Project sheds new light on cancer-treatment delivery

November 17, 2020 - by Kim Delker

A team of researchers at The University of New Mexico have recently developed a biomimetic nanoparticle capable of delivering gene-editing technology into a mouse brain and highlights for the first time the use of mesoporous silica-based system for CRISPR delivery into cervical and lung cancer cells.

The team is led by C. Jeffrey Brinker, Distinguished Professor Emeritus in the Department of Chemical and Biological Engineering, and Achraf Noureddine, research assistant professor in the Department of Chemical and Biological Engineering, as well as Professor Rita E. Serda in the Department of Internal Medicine at the UNM School of Medicine. The work, “Engineering of monosized lipid-coated mesoporous silica nanoparticles for CRISPR delivery,” was published this fall in the journal Acta Biomaterialia.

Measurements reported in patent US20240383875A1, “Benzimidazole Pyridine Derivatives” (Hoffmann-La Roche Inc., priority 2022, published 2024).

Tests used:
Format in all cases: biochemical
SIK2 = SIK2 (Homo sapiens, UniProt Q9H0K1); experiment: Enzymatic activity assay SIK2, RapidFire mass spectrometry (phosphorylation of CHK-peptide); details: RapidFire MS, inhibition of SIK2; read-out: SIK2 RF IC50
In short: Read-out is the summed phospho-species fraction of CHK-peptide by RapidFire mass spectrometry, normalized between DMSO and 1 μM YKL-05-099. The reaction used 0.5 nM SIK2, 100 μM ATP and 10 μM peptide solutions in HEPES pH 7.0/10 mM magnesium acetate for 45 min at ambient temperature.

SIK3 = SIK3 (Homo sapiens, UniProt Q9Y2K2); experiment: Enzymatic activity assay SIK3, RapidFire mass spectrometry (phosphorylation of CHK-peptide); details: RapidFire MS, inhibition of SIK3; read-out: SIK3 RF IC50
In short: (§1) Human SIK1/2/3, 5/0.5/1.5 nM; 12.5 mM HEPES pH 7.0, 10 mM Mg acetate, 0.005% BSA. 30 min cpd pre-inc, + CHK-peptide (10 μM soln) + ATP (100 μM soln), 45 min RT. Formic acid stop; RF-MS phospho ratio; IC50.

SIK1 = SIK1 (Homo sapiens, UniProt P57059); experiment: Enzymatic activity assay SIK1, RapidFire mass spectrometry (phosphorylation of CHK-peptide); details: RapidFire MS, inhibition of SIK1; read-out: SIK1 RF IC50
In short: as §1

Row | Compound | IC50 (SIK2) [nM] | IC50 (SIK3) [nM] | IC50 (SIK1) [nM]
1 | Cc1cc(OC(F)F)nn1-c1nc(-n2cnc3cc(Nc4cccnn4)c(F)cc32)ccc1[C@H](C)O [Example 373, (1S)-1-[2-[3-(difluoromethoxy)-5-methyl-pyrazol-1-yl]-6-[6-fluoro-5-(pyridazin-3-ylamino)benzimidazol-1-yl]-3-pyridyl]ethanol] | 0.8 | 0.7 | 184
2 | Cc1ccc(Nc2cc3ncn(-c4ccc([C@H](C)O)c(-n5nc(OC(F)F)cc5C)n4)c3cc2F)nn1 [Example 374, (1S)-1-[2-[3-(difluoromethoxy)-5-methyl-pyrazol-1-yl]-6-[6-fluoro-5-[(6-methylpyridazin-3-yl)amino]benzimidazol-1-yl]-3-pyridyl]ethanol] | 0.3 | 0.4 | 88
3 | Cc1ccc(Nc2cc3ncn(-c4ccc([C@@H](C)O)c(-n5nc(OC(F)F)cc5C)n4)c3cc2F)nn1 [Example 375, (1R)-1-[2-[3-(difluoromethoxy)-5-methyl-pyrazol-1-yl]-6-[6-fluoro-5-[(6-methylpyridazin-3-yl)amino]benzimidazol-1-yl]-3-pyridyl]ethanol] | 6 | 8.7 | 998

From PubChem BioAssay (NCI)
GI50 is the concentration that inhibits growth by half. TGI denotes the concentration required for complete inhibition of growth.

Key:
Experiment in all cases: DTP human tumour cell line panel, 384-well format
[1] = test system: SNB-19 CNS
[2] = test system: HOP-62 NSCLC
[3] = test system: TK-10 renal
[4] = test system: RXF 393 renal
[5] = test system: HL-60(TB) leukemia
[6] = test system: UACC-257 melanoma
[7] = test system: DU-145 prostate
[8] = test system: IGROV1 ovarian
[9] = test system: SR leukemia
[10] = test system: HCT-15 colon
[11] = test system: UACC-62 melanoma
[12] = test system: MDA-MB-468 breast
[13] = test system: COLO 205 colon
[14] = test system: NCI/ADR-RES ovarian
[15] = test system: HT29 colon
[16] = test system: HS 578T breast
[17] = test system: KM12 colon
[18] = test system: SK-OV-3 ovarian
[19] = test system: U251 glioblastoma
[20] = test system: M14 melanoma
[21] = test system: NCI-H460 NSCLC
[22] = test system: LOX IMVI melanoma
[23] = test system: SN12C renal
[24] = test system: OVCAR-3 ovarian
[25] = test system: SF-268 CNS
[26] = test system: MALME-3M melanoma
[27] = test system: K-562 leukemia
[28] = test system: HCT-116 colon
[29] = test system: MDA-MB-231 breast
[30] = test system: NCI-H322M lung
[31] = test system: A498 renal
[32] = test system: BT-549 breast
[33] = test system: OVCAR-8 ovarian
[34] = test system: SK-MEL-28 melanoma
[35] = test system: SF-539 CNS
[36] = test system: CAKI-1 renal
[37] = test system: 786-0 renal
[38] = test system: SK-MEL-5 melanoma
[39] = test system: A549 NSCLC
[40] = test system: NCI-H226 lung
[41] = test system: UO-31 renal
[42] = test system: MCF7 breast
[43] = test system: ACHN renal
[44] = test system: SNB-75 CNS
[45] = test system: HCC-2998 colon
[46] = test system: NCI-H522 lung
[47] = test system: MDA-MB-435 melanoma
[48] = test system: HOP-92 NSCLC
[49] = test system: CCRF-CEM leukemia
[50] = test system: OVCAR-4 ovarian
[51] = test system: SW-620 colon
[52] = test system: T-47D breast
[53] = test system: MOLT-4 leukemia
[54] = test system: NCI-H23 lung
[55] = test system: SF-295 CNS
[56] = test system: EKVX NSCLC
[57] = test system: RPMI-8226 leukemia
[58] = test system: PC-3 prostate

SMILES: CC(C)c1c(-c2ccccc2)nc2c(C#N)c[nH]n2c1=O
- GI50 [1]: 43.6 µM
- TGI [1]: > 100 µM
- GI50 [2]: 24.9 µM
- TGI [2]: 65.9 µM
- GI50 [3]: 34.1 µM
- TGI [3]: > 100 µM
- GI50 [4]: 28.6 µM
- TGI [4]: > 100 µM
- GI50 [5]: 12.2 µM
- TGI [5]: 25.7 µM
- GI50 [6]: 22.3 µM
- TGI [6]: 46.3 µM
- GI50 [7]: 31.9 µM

This work was done in collaboration with Sandia National Laboratories and Jennifer Doudna, a University of California, Berkeley, biochemist who received the 2020 Nobel Prize in Chemistry along with Emmanuelle Charpentier for developing a groundbreaking method for genome editing.

The UNM team is planning to continue their collaboration with the different institutions involved in this project.